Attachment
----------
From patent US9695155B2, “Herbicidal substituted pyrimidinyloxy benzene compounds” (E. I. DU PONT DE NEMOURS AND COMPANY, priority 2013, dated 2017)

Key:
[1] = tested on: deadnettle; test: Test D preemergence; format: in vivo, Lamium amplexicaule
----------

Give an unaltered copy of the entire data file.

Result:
From patent US9695155B2, “Herbicidal substituted pyrimidinyloxy benzene compounds” (E. I. DU PONT DE NEMOURS AND COMPANY, priority 2013, dated 2017)

Key:
[1] = tested on: deadnettle; test: Test D preemergence; format: in vivo, Lamium amplexicaule